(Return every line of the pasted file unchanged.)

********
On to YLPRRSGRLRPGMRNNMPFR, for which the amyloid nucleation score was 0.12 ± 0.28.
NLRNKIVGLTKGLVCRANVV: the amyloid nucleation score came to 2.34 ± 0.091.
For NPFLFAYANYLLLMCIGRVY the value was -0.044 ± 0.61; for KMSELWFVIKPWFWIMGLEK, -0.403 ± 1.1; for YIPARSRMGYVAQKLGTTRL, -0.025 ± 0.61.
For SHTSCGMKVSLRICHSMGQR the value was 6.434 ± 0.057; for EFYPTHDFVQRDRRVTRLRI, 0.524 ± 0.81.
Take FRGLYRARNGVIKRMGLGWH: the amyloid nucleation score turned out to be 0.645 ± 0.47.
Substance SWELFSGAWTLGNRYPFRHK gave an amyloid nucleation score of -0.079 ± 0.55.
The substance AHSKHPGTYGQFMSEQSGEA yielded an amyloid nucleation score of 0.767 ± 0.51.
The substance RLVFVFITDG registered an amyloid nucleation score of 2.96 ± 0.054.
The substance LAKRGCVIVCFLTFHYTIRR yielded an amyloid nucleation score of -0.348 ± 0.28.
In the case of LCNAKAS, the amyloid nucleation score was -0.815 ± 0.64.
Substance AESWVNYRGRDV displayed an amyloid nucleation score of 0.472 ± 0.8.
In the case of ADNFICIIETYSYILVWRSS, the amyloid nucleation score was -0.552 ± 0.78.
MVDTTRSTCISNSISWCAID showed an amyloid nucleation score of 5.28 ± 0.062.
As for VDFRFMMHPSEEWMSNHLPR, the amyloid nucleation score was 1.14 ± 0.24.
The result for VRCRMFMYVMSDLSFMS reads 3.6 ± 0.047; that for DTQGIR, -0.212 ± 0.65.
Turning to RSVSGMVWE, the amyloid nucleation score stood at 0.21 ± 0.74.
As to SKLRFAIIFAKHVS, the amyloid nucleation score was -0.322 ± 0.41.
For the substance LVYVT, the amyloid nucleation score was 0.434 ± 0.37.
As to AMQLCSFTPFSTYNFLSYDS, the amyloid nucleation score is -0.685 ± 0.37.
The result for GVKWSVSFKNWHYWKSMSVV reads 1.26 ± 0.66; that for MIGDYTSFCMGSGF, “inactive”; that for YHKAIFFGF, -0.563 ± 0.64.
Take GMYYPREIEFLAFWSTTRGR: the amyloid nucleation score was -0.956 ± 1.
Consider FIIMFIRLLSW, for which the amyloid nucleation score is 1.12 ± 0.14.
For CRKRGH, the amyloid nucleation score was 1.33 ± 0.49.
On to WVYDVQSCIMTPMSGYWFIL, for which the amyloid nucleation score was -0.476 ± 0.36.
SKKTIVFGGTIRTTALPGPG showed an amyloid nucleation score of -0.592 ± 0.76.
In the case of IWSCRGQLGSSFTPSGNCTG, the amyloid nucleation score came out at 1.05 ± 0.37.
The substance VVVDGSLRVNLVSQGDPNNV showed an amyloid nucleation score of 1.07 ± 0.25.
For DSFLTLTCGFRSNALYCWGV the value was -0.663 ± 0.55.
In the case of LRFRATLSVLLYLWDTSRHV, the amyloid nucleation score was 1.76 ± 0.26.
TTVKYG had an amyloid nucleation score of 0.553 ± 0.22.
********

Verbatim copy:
On to YLPRRSGRLRPGMRNNMPFR, for which the amyloid nucleation score was 0.12 ± 0.28.
NLRNKIVGLTKGLVCRANVV: the amyloid nucleation score came to 2.34 ± 0.091.
For NPFLFAYANYLLLMCIGRVY the value was -0.044 ± 0.61; for KMSELWFVIKPWFWIMGLEK, -0.403 ± 1.1; for YIPARSRMGYVAQKLGTTRL, -0.025 ± 0.61.
For SHTSCGMKVSLRICHSMGQR the value was 6.434 ± 0.057; for EFYPTHDFVQRDRRVTRLRI, 0.524 ± 0.81.
Take FRGLYRARNGVIKRMGLGWH: the amyloid nucleation score turned out to be 0.645 ± 0.47.
Substance SWELFSGAWTLGNRYPFRHK gave an amyloid nucleation score of -0.079 ± 0.55.
The substance AHSKHPGTYGQFMSEQSGEA yielded an amyloid nucleation score of 0.767 ± 0.51.
The substance RLVFVFITDG registered an amyloid nucleation score of 2.96 ± 0.054.
The substance LAKRGCVIVCFLTFHYTIRR yielded an amyloid nucleation score of -0.348 ± 0.28.
In the case of LCNAKAS, the amyloid nucleation score was -0.815 ± 0.64.
Substance AESWVNYRGRDV displayed an amyloid nucleation score of 0.472 ± 0.8.
In the case of ADNFICIIETYSYILVWRSS, the amyloid nucleation score was -0.552 ± 0.78.
MVDTTRSTCISNSISWCAID showed an amyloid nucleation score of 5.28 ± 0.062.
As for VDFRFMMHPSEEWMSNHLPR, the amyloid nucleation score was 1.14 ± 0.24.
The result for VRCRMFMYVMSDLSFMS reads 3.6 ± 0.047; that for DTQGIR, -0.212 ± 0.65.
Turning to RSVSGMVWE, the amyloid nucleation score stood at 0.21 ± 0.74.
As to SKLRFAIIFAKHVS, the amyloid nucleation score was -0.322 ± 0.41.
For the substance LVYVT, the amyloid nucleation score was 0.434 ± 0.37.
As to AMQLCSFTPFSTYNFLSYDS, the amyloid nucleation score is -0.685 ± 0.37.
The result for GVKWSVSFKNWHYWKSMSVV reads 1.26 ± 0.66; that for MIGDYTSFCMGSGF, “inactive”; that for YHKAIFFGF, -0.563 ± 0.64.
Take GMYYPREIEFLAFWSTTRGR: the amyloid nucleation score was -0.956 ± 1.
Consider FIIMFIRLLSW, for which the amyloid nucleation score is 1.12 ± 0.14.
For CRKRGH, the amyloid nucleation score was 1.33 ± 0.49.
On to WVYDVQSCIMTPMSGYWFIL, for which the amyloid nucleation score was -0.476 ± 0.36.
SKKTIVFGGTIRTTALPGPG showed an amyloid nucleation score of -0.592 ± 0.76.
In the case of IWSCRGQLGSSFTPSGNCTG, the amyloid nucleation score came out at 1.05 ± 0.37.
The substance VVVDGSLRVNLVSQGDPNNV showed an amyloid nucleation score of 1.07 ± 0.25.
For DSFLTLTCGFRSNALYCWGV the value was -0.663 ± 0.55.
In the case of LRFRATLSVLLYLWDTSRHV, the amyloid nucleation score was 1.76 ± 0.26.
TTVKYG had an amyloid nucleation score of 0.553 ± 0.22.